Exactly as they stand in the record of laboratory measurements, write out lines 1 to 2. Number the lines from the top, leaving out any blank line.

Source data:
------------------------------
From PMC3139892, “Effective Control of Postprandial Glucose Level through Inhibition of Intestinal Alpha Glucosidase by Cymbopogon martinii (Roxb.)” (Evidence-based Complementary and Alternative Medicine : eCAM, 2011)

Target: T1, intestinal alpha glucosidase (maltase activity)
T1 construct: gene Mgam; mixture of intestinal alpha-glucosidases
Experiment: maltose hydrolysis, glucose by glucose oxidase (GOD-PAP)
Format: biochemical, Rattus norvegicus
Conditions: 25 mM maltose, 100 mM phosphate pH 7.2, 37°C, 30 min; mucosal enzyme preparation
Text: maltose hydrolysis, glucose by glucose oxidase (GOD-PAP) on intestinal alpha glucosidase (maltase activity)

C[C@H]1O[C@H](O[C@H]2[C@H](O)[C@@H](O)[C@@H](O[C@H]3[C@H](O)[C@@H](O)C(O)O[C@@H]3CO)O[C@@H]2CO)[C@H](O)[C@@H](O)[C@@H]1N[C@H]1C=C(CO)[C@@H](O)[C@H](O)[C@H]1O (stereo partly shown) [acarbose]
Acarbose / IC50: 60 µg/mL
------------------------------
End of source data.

From PMC3139892, “Effective Control of Postprandial Glucose Level through Inhibition of Intestinal Alpha Glucosidase by Cymbopogon martinii (Roxb.)” (Evidence-based Complementary and Alternative Medicine : eCAM, 2011)

Target: T1, intestinal alpha glucosidase (maltase activity)